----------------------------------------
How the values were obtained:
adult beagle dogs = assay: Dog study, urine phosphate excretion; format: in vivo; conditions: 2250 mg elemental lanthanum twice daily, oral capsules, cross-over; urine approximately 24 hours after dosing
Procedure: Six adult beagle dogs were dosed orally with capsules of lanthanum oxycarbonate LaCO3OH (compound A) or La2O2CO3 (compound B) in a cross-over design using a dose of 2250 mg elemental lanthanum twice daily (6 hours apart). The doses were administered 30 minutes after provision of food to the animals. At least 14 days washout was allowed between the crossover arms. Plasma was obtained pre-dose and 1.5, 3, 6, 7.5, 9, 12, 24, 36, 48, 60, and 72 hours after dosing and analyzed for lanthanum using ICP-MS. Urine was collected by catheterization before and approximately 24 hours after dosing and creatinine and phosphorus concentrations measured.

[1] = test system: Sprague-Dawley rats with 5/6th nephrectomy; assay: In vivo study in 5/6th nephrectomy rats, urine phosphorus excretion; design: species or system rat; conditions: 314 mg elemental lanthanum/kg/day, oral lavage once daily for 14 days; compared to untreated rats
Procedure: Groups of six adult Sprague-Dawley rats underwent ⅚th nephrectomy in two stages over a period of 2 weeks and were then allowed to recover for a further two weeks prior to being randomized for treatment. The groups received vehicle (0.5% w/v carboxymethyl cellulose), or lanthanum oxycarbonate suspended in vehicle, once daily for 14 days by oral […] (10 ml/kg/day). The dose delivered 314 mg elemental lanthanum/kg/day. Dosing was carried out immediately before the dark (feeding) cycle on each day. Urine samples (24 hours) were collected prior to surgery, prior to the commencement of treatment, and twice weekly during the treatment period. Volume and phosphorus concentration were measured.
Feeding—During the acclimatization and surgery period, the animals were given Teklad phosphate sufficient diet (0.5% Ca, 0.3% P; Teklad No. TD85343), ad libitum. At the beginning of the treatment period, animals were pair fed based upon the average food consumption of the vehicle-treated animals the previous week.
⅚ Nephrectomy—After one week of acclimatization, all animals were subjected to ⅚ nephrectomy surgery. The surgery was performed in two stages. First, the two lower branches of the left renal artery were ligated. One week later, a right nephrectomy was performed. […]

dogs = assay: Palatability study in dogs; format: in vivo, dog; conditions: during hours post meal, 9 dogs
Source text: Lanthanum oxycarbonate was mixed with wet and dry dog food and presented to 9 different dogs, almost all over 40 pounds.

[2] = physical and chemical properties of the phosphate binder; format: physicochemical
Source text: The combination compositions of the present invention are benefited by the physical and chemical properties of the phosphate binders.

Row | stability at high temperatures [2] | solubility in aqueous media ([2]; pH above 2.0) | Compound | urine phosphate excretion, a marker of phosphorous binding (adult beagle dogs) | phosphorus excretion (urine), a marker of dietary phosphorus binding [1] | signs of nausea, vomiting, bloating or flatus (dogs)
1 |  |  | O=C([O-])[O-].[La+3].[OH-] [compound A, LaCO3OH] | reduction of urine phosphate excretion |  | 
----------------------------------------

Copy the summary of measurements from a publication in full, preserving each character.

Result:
How the values were obtained:
adult beagle dogs = assay: Dog study, urine phosphate excretion; format: in vivo; conditions: 2250 mg elemental lanthanum twice daily, oral capsules, cross-over; urine approximately 24 hours after dosing
Procedure: Six adult beagle dogs were dosed orally with capsules of lanthanum oxycarbonate LaCO3OH (compound A) or La2O2CO3 (compound B) in a cross-over design using a dose of 2250 mg elemental lanthanum twice daily (6 hours apart). The doses were administered 30 minutes after provision of food to the animals. At least 14 days washout was allowed between the crossover arms. Plasma was obtained pre-dose and 1.5, 3, 6, 7.5, 9, 12, 24, 36, 48, 60, and 72 hours after dosing and analyzed for lanthanum using ICP-MS. Urine was collected by catheterization before and approximately 24 hours after dosing and creatinine and phosphorus concentrations measured.

[1] = test system: Sprague-Dawley rats with 5/6th nephrectomy; assay: In vivo study in 5/6th nephrectomy rats, urine phosphorus excretion; design: species or system rat; conditions: 314 mg elemental lanthanum/kg/day, oral lavage once daily for 14 days; compared to untreated rats
Procedure: Groups of six adult Sprague-Dawley rats underwent ⅚th nephrectomy in two stages over a period of 2 weeks and were then allowed to recover for a further two weeks prior to being randomized for treatment. The groups received vehicle (0.5% w/v carboxymethyl cellulose), or lanthanum oxycarbonate suspended in vehicle, once daily for 14 days by oral […] (10 ml/kg/day). The dose delivered 314 mg elemental lanthanum/kg/day. Dosing was carried out immediately before the dark (feeding) cycle on each day. Urine samples (24 hours) were collected prior to surgery, prior to the commencement of treatment, and twice weekly during the treatment period. Volume and phosphorus concentration were measured.
Feeding—During the acclimatization and surgery period, the animals were given Teklad phosphate sufficient diet (0.5% Ca, 0.3% P; Teklad No. TD85343), ad libitum. At the beginning of the treatment period, animals were pair fed based upon the average food consumption of the vehicle-treated animals the previous week.
⅚ Nephrectomy—After one week of acclimatization, all animals were subjected to ⅚ nephrectomy surgery. The surgery was performed in two stages. First, the two lower branches of the left renal artery were ligated. One week later, a right nephrectomy was performed. […]

dogs = assay: Palatability study in dogs; format: in vivo, dog; conditions: during hours post meal, 9 dogs
Source text: Lanthanum oxycarbonate was mixed with wet and dry dog food and presented to 9 different dogs, almost all over 40 pounds.

[2] = physical and chemical properties of the phosphate binder; format: physicochemical
Source text: The combination compositions of the present invention are benefited by the physical and chemical properties of the phosphate binders.

Row | stability at high temperatures [2] | solubility in aqueous media ([2]; pH above 2.0) | Compound | urine phosphate excretion, a marker of phosphorous binding (adult beagle dogs) | phosphorus excretion (urine), a marker of dietary phosphorus binding [1] | signs of nausea, vomiting, bloating or flatus (dogs)
1 |  |  | O=C([O-])[O-].[La+3].[OH-] [compound A, LaCO3OH] | reduction of urine phosphate excretion |  | 